Hunger Games - I didn't get around to giving this one a full Rated D review but it was not because it wasn't worth mentioning.  Based on the book by the same name, The Hunger Games follows a young girl named Katniss, played by Jennifer Lawrence (Winter's Bone, The Beaver), as she is forced to compete in a fight to the death with two dozen other adolescents from around the country.

After reading the book, we caught this one and for the most part enjoyed it.  The movie caught some big attention due to the books violent plotlines and adult themes, but after seeing it on the big screen, I didn't feel like they went far enough!  Now that doesn't mean that they needed to make Saw 19 or Hostel: Part 11, but when they go out of their way to avoid the violence so much, it almost spotlights it too much.  The acting isn't all that great, but its not terrible and there are a few narratives that are easy in the book and a little silly when they attempt to achieve it on film, but still, the movie was pretty fun.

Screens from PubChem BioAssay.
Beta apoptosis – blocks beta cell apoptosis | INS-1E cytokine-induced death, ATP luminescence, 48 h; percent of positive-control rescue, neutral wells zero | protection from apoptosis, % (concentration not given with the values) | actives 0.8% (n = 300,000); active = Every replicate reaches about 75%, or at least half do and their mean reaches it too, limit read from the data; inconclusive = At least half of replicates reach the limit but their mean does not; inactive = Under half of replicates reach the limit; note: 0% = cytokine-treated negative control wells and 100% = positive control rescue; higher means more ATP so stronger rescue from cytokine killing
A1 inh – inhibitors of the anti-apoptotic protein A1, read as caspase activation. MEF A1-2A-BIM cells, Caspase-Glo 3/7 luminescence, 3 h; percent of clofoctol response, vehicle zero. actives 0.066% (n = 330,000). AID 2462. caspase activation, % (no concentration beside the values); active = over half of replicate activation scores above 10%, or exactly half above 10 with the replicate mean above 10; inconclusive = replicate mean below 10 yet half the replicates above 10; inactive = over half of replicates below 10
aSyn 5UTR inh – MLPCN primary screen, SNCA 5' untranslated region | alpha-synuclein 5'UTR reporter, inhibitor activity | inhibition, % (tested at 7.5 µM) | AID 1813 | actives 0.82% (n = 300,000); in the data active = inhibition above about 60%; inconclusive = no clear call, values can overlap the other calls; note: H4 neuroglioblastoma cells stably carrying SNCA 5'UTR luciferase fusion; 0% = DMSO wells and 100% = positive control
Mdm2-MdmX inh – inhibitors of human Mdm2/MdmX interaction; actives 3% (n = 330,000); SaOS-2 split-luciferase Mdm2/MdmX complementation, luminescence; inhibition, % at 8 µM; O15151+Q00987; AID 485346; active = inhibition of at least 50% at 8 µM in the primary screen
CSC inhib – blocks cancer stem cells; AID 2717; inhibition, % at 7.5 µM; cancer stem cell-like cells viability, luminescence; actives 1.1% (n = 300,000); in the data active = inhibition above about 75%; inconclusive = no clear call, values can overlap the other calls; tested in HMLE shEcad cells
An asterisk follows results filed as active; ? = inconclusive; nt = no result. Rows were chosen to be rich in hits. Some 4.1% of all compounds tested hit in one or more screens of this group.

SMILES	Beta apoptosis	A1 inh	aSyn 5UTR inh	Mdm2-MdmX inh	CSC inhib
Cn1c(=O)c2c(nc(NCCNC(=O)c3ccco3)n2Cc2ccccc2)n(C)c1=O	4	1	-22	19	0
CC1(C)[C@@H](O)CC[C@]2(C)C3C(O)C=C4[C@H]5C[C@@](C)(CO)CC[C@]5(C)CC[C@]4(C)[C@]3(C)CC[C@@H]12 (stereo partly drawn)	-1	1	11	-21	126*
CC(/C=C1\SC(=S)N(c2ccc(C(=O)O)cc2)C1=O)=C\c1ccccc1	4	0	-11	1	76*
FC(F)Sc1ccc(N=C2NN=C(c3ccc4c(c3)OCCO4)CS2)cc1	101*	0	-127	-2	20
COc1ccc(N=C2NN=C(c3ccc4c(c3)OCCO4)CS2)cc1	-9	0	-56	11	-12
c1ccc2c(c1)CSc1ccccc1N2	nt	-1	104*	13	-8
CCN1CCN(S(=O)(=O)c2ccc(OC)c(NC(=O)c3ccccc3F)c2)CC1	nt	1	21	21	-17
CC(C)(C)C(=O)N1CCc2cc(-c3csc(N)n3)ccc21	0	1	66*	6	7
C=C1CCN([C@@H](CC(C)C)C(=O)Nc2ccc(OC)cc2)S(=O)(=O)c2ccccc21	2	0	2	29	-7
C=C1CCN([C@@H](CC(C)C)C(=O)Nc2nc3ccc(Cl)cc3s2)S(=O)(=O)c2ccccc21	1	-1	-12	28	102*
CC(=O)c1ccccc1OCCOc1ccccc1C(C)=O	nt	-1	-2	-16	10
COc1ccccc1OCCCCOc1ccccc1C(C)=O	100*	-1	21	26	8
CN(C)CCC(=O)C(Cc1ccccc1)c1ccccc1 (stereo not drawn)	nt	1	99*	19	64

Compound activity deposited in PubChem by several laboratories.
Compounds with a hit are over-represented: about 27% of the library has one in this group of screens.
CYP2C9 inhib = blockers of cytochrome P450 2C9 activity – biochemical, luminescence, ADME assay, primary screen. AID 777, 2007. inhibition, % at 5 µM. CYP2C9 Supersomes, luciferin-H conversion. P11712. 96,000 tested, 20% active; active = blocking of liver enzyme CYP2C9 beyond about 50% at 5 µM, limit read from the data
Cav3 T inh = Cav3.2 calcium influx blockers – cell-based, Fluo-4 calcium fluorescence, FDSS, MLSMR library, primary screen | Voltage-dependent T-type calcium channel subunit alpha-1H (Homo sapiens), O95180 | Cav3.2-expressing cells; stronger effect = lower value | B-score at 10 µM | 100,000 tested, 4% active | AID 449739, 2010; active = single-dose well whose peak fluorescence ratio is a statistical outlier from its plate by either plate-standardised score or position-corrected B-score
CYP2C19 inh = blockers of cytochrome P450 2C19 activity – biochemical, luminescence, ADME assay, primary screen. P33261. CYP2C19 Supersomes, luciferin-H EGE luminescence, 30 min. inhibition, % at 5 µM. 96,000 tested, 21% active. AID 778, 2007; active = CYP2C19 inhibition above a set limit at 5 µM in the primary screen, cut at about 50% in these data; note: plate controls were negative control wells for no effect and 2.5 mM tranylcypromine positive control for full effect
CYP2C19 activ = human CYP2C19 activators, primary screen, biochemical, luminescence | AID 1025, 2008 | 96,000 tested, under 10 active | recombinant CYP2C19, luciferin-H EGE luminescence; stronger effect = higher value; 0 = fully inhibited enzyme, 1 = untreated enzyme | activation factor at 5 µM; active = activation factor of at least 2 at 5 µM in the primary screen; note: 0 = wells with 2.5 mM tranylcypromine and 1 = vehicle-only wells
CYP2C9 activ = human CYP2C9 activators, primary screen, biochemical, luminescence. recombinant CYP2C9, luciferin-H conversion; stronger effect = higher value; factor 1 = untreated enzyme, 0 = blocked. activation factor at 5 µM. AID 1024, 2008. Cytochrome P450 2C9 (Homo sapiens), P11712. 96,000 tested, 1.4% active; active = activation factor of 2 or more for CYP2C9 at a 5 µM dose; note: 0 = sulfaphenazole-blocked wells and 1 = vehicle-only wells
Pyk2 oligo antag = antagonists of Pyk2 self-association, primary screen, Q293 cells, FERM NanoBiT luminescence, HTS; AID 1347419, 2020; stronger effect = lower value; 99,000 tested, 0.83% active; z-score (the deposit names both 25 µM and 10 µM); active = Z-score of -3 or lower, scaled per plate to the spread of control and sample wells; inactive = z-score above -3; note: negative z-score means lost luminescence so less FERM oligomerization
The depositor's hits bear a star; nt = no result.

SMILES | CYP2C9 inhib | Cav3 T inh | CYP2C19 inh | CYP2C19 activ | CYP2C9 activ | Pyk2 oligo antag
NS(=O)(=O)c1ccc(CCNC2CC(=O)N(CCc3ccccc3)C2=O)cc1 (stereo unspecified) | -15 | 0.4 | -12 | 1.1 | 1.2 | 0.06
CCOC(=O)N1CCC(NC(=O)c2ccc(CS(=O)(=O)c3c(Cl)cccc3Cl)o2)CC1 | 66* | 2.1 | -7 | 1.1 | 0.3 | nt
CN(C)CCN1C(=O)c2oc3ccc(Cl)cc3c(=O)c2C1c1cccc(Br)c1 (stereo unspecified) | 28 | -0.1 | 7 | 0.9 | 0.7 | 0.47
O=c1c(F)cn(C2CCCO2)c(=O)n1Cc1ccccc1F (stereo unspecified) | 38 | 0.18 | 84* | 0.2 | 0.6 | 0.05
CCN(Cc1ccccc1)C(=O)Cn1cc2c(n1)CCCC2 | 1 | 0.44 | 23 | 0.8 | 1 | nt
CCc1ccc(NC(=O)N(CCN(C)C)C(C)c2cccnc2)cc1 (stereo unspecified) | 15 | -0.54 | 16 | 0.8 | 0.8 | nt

Next Time on Rated D:
The Avengers - I'm excited to see how this ambitious project has come together!  Make sure to see Thor, Iron Man, Iron Man 2, Captain America, and The Incredible Hulk before you go!

No comments:

Post a Comment